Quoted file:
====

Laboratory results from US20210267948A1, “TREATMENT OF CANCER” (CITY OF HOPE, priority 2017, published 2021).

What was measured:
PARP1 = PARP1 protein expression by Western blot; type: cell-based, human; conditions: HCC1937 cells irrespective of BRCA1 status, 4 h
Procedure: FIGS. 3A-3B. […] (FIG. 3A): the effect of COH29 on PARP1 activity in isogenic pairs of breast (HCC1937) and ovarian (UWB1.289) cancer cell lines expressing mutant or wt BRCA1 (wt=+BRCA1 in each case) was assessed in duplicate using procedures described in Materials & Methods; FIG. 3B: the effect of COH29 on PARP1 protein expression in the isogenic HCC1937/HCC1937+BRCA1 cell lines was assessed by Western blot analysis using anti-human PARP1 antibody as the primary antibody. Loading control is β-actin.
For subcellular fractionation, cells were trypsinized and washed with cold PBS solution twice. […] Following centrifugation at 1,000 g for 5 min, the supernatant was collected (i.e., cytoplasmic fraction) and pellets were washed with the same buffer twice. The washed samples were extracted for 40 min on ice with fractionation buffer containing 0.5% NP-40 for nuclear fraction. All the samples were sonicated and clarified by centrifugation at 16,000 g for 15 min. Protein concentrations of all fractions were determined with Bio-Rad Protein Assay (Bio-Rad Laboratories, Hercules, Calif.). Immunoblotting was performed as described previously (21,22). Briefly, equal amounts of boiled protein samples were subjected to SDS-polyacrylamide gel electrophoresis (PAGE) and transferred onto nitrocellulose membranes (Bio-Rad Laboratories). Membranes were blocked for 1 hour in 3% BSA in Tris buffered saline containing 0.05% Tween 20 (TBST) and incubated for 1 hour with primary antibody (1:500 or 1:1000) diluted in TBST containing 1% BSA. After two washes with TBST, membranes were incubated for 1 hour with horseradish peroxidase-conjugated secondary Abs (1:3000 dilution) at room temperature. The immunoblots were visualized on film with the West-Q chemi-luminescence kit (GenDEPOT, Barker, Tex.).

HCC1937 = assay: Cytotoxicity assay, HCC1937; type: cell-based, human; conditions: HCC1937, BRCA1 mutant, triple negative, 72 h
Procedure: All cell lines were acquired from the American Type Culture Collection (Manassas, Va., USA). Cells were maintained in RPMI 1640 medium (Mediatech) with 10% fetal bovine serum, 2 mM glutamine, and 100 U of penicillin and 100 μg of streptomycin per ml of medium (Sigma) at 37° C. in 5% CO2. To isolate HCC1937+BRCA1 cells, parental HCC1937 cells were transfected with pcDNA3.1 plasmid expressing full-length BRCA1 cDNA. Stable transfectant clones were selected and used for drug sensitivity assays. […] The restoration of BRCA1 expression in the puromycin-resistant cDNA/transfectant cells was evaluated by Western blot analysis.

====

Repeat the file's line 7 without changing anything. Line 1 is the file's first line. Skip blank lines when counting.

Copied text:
Procedure: All cell lines were acquired from the American Type Culture Collection (Manassas, Va., USA). Cells were maintained in RPMI 1640 medium (Mediatech) with 10% fetal bovine serum, 2 mM glutamine, and 100 U of penicillin and 100 μg of streptomycin per ml of medium (Sigma) at 37° C. in 5% CO2. To isolate HCC1937+BRCA1 cells, parental HCC1937 cells were transfected with pcDNA3.1 plasmid expressing full-length BRCA1 cDNA. Stable transfectant clones were selected and used for drug sensitivity assays. […] The restoration of BRCA1 expression in the puromycin-resistant cDNA/transfectant cells was evaluated by Western blot analysis.